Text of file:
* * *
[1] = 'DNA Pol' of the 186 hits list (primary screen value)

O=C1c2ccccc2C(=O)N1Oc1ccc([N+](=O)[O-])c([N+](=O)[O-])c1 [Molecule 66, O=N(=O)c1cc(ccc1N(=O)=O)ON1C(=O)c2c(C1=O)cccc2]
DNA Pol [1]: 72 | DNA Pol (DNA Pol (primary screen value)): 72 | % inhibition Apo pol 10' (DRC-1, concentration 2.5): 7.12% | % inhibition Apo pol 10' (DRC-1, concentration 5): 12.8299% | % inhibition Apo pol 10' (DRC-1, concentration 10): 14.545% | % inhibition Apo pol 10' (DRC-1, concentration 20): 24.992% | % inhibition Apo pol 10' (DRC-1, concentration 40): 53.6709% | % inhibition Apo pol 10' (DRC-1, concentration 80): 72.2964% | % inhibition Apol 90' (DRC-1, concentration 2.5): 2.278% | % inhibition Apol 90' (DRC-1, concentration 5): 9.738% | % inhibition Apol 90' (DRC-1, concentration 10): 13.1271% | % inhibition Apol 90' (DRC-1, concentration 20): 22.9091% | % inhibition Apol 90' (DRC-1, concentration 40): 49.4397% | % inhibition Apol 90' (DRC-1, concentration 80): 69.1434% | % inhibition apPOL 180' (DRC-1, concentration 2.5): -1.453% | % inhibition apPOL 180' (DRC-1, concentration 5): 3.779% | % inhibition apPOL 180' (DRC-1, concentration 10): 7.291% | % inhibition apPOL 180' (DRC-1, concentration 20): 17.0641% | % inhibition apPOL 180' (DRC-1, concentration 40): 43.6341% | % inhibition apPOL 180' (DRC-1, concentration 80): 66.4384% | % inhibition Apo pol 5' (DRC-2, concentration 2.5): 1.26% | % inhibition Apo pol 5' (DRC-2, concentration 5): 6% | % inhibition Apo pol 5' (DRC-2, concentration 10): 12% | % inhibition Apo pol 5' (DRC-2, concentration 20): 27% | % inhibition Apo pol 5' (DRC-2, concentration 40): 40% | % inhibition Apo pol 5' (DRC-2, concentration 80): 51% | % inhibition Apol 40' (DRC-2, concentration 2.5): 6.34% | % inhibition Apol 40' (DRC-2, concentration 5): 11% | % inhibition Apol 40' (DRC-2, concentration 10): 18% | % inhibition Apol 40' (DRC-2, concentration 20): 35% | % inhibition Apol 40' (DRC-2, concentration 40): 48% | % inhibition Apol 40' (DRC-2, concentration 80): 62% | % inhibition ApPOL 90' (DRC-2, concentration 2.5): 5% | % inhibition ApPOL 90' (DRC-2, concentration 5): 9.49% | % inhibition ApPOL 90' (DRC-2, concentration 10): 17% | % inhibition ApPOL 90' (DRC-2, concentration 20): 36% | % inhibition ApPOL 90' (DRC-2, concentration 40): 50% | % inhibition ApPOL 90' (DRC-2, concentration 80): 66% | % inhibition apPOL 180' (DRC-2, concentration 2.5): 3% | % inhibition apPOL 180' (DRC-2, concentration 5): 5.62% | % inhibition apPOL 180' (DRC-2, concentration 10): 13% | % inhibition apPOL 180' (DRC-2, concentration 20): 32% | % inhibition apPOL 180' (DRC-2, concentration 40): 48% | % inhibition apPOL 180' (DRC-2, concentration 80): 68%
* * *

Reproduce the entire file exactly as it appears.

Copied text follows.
[1] = 'DNA Pol' of the 186 hits list (primary screen value)

O=C1c2ccccc2C(=O)N1Oc1ccc([N+](=O)[O-])c([N+](=O)[O-])c1 [Molecule 66, O=N(=O)c1cc(ccc1N(=O)=O)ON1C(=O)c2c(C1=O)cccc2]
DNA Pol [1]: 72 | DNA Pol (DNA Pol (primary screen value)): 72 | % inhibition Apo pol 10' (DRC-1, concentration 2.5): 7.12% | % inhibition Apo pol 10' (DRC-1, concentration 5): 12.8299% | % inhibition Apo pol 10' (DRC-1, concentration 10): 14.545% | % inhibition Apo pol 10' (DRC-1, concentration 20): 24.992% | % inhibition Apo pol 10' (DRC-1, concentration 40): 53.6709% | % inhibition Apo pol 10' (DRC-1, concentration 80): 72.2964% | % inhibition Apol 90' (DRC-1, concentration 2.5): 2.278% | % inhibition Apol 90' (DRC-1, concentration 5): 9.738% | % inhibition Apol 90' (DRC-1, concentration 10): 13.1271% | % inhibition Apol 90' (DRC-1, concentration 20): 22.9091% | % inhibition Apol 90' (DRC-1, concentration 40): 49.4397% | % inhibition Apol 90' (DRC-1, concentration 80): 69.1434% | % inhibition apPOL 180' (DRC-1, concentration 2.5): -1.453% | % inhibition apPOL 180' (DRC-1, concentration 5): 3.779% | % inhibition apPOL 180' (DRC-1, concentration 10): 7.291% | % inhibition apPOL 180' (DRC-1, concentration 20): 17.0641% | % inhibition apPOL 180' (DRC-1, concentration 40): 43.6341% | % inhibition apPOL 180' (DRC-1, concentration 80): 66.4384% | % inhibition Apo pol 5' (DRC-2, concentration 2.5): 1.26% | % inhibition Apo pol 5' (DRC-2, concentration 5): 6% | % inhibition Apo pol 5' (DRC-2, concentration 10): 12% | % inhibition Apo pol 5' (DRC-2, concentration 20): 27% | % inhibition Apo pol 5' (DRC-2, concentration 40): 40% | % inhibition Apo pol 5' (DRC-2, concentration 80): 51% | % inhibition Apol 40' (DRC-2, concentration 2.5): 6.34% | % inhibition Apol 40' (DRC-2, concentration 5): 11% | % inhibition Apol 40' (DRC-2, concentration 10): 18% | % inhibition Apol 40' (DRC-2, concentration 20): 35% | % inhibition Apol 40' (DRC-2, concentration 40): 48% | % inhibition Apol 40' (DRC-2, concentration 80): 62% | % inhibition ApPOL 90' (DRC-2, concentration 2.5): 5% | % inhibition ApPOL 90' (DRC-2, concentration 5): 9.49% | % inhibition ApPOL 90' (DRC-2, concentration 10): 17% | % inhibition ApPOL 90' (DRC-2, concentration 20): 36% | % inhibition ApPOL 90' (DRC-2, concentration 40): 50% | % inhibition ApPOL 90' (DRC-2, concentration 80): 66% | % inhibition apPOL 180' (DRC-2, concentration 2.5): 3% | % inhibition apPOL 180' (DRC-2, concentration 5): 5.62% | % inhibition apPOL 180' (DRC-2, concentration 10): 13% | % inhibition apPOL 180' (DRC-2, concentration 20): 32% | % inhibition apPOL 180' (DRC-2, concentration 40): 48% | % inhibition apPOL 180' (DRC-2, concentration 80): 68%